Pressured by U.S., PGA Tour and Saudi Fund Drop Key Part of Golf Deal

The PGA Tour and Saudi Arabia’s sovereign wealth fund, facing pressure from the Justice Department about their ambitions for a new company to shape global golf, have in recent days abandoned a crucial provision of their tentative deal: a promise not to recruit each other’s players.

The decision — and the Justice Department’s choice to raise concerns so early in a review that could lead to a government attempt to block the transaction — reflected the fragility, uncertainty and turbulence surrounding the deal.

The framework agreement between the tour and the wealth fund included few binding provisions. But one of them was a nonsolicitation clause, which said the tour and wealth fund-backed LIV Golf league would not “enter into any contract, agreement or understanding with” any “players who are members of the other’s tour or organization.”

The agreement also said the tour and LIV would not “solicit” or “recruit” players away from each other.

Before the deal, LIV used norm-shattering prize funds and guaranteed contracts — some deals promised golfers at least $100 million — to entice some of the world’s top players away from the PGA Tour, which had spent decades as the premier, and largely unchallenged, circuit in men’s professional golf.

Dustin Johnson, Brooks Koepka, Phil Mickelson and Cameron Smith were among the players who ultimately joined LIV, depriving the PGA Tour of some of the star power on which it had relied to draw fans and sponsors.

The nonsolicitation clause was a short-term way to stop the exodus while the tour and the wealth fund negotiated the final terms for their new company, which would bring the golf business ventures of the PGA Tour, the wealth fund and the DP World Tour, formerly the European Tour, into a single entity.

After the text of the agreement emerged late last month, though, antitrust experts warned that the clause could run afoul of federal law because it threatened the integrity of the labor market and promised to stifle competition for players, who have long been independent contractors.

In recent days, people familiar with the change said, the tour and the wealth fund decided to abandon the provision in hopes of staving off an extraordinary intervention by the Justice Department. Golf officials disagreed with the department’s misgivings but acquiesced nevertheless.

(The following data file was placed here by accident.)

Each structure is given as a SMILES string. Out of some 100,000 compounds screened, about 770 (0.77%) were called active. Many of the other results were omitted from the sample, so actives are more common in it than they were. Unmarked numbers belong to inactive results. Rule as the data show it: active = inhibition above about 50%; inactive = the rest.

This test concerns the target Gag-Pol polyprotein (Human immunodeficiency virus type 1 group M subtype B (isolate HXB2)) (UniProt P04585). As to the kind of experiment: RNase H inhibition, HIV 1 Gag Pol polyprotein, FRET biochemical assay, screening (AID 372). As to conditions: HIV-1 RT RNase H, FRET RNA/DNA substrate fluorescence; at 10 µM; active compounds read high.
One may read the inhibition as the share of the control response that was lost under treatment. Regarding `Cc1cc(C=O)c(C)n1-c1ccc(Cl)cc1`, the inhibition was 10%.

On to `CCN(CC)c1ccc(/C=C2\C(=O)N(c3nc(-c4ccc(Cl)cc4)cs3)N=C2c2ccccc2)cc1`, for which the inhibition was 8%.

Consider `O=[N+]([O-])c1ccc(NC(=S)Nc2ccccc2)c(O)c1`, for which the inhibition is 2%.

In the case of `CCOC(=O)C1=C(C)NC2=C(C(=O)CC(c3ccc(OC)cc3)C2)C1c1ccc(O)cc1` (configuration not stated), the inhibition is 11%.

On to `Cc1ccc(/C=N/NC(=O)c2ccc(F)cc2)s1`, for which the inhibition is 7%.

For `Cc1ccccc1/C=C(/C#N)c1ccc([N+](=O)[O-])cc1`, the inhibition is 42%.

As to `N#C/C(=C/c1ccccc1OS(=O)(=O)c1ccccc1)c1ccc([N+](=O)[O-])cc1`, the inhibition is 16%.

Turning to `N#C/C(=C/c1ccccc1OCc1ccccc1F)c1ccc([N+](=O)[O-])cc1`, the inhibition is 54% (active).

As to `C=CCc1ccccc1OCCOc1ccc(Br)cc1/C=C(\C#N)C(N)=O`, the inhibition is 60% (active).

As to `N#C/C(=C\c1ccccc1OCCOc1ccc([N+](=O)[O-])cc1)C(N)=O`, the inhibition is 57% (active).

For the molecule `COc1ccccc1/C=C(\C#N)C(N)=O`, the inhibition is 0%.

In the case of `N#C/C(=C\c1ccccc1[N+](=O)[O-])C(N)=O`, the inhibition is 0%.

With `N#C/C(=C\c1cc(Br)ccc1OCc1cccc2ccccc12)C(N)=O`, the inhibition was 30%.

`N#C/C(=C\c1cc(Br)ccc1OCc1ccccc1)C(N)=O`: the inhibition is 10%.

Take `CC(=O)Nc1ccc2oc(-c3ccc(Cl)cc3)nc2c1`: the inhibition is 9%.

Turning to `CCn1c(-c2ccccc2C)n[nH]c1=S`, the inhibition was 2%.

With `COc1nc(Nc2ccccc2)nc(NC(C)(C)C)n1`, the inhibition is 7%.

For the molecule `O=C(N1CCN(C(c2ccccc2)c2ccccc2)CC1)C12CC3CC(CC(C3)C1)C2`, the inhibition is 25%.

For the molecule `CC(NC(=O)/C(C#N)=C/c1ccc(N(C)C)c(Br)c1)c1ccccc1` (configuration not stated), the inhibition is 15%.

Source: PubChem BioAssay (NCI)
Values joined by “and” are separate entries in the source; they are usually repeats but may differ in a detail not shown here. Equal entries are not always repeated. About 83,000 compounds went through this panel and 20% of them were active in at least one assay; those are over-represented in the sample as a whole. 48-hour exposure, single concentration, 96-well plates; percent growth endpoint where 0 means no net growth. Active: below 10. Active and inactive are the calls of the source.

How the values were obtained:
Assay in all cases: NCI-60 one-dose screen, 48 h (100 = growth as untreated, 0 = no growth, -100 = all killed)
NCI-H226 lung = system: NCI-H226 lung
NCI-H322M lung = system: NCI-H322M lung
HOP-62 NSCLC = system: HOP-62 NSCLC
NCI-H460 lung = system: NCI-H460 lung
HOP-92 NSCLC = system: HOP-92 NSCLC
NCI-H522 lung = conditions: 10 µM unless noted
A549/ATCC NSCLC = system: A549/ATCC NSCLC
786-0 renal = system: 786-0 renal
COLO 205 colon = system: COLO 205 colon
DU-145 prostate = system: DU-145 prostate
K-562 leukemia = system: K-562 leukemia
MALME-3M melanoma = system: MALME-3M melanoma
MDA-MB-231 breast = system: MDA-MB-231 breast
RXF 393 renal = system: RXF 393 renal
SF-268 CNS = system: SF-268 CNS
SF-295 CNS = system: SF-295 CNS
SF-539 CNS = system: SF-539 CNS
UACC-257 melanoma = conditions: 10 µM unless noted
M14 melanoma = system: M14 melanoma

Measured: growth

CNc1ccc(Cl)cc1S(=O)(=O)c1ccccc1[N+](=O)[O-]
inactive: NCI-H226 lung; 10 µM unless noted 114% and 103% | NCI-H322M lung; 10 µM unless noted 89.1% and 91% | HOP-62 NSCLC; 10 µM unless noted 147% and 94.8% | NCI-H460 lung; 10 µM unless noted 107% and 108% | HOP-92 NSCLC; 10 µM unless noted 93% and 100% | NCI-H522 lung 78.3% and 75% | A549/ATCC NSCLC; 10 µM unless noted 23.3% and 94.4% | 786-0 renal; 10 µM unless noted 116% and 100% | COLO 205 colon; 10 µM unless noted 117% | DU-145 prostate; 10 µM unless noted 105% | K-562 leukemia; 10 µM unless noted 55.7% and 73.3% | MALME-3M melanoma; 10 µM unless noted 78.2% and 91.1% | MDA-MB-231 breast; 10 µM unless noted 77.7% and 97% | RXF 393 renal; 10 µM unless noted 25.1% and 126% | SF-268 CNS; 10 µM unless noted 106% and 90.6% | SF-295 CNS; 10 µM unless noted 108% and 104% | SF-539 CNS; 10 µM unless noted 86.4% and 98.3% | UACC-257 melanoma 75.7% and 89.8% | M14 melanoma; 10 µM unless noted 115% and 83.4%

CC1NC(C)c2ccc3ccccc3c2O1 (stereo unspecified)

The original language appeared “to be right in the field of vision that the Department of Justice has staked out for its no-poaching enforcement program,” said William E. Kovacic, a former Federal Trade Commission chairman.

“They haven’t had a great deal of success in their criminal cases yet,” he said. “But they have said, as a matter of policy, we regard no-poaching agreements as being as being a serious offense worthy of criminal prosecution.”

The Justice Department and the wealth fund declined to comment on Thursday. In a statement on Thursday afternoon, the tour said it “chose to remove specific language” from the initial pact after it engaged with the Justice Department.

“While we believe the language is lawful, we also consider it unnecessary in the spirit of cooperation and because all parties are negotiating in good faith,” the tour said.

The tour formally notified its board of the decision on Thursday, after The New York Times asked the tour to comment on its reporting. A person familiar with the tour’s internal deliberations said the circuit’s leaders had already planned to inform the board on Thursday.

Turmoil has enveloped the deal, which has not closed, since it was announced on June 6. On Tuesday, a Senate subcommittee questioned a pair of PGA Tour leaders during a lengthy hearing, part of at least two unfolding congressional inquiries. Tour executives have depicted the framework deal, and the final accord they hope to strike eventually, as necessary.

Without some kind of truce, they have said, the wealth fund would assuredly pour more resources into the fight, diminishing the tour one year after another.

“My fear is if we don’t get to an agreement, they were already putting billions of dollars into golf,” James J. Dunne III, a tour board member, said of the wealth fund when he addressed lawmakers on Tuesday. “They have a management team wanting to destroy the tour. Even though you can say take five or six players a year, they have an unlimited horizon and an unlimited amount of money.”

The reviews on Capitol Hill could lead to damaging public revelations. But Justice Department scrutiny is seen as the more likely path for the government to try to derail the deal, if it chooses to try.

Regulators and antitrust scholars have been watching the tour’s public statements with interest, such as when Jay Monahan, the tour’s commissioner, said on June 6 that the deal would let the circuit “take the competitor off of the board.”

“Those are sound bites that the Department of Justice would look at and say, ‘Is what occurred promoting competition, or is what occurred stifling competition insofar as an entity with a monopoly grip on the market has eliminated a competitor and solidified their grip on the market?’” said Gerald Maatman Jr., who chairs the workplace class-action group at the law firm Duane Morris.

Not every binding provision of the framework agreement has caused such substantial alarm among antitrust regulators. The wealth fund and the tour, for instance, agreed to dismiss acrimonious litigation over their golf pursuits. And although Senator Richard Blumenthal, the Connecticut Democrat who is leading one of the Senate inquiries into the deal, expressed concern this week about a nondisparagement pledge included in the agreement, experts said that kind of restriction was unlikely to draw concern inside the Justice Department.

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